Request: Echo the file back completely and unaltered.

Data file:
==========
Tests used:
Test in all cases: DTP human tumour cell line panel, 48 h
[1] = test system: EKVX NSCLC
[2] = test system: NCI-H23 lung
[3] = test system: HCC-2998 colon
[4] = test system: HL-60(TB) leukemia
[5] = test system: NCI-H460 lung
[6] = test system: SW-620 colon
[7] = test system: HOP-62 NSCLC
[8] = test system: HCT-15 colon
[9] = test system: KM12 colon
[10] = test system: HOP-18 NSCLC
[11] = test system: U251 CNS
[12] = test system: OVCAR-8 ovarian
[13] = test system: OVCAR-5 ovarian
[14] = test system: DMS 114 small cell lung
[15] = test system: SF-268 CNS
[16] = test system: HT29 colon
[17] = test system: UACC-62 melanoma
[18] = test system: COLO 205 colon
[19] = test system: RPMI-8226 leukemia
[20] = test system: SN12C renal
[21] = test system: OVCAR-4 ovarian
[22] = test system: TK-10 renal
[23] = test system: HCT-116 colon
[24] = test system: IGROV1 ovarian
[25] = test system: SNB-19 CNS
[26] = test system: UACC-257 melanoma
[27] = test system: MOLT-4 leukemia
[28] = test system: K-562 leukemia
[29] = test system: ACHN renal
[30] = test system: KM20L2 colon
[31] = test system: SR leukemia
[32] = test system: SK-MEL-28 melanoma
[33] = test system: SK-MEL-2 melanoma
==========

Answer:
Tests used:
Test in all cases: DTP human tumour cell line panel, 48 h
[1] = test system: EKVX NSCLC
[2] = test system: NCI-H23 lung
[3] = test system: HCC-2998 colon
[4] = test system: HL-60(TB) leukemia
[5] = test system: NCI-H460 lung
[6] = test system: SW-620 colon
[7] = test system: HOP-62 NSCLC
[8] = test system: HCT-15 colon
[9] = test system: KM12 colon
[10] = test system: HOP-18 NSCLC
[11] = test system: U251 CNS
[12] = test system: OVCAR-8 ovarian
[13] = test system: OVCAR-5 ovarian
[14] = test system: DMS 114 small cell lung
[15] = test system: SF-268 CNS
[16] = test system: HT29 colon
[17] = test system: UACC-62 melanoma
[18] = test system: COLO 205 colon
[19] = test system: RPMI-8226 leukemia
[20] = test system: SN12C renal
[21] = test system: OVCAR-4 ovarian
[22] = test system: TK-10 renal
[23] = test system: HCT-116 colon
[24] = test system: IGROV1 ovarian
[25] = test system: SNB-19 CNS
[26] = test system: UACC-257 melanoma
[27] = test system: MOLT-4 leukemia
[28] = test system: K-562 leukemia
[29] = test system: ACHN renal
[30] = test system: KM20L2 colon
[31] = test system: SR leukemia
[32] = test system: SK-MEL-28 melanoma
[33] = test system: SK-MEL-2 melanoma